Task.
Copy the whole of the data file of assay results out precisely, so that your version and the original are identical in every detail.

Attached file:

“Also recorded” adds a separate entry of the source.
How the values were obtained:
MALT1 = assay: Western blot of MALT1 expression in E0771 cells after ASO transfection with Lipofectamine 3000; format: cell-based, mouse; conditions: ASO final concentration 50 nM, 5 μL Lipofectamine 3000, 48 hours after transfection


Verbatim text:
“Also recorded” adds a separate entry of the source.
How the values were obtained:
MALT1 = assay: Western blot of MALT1 expression in E0771 cells after ASO transfection with Lipofectamine 3000; format: cell-based, mouse; conditions: ASO final concentration 50 nM, 5 μL Lipofectamine 3000, 48 hours after transfection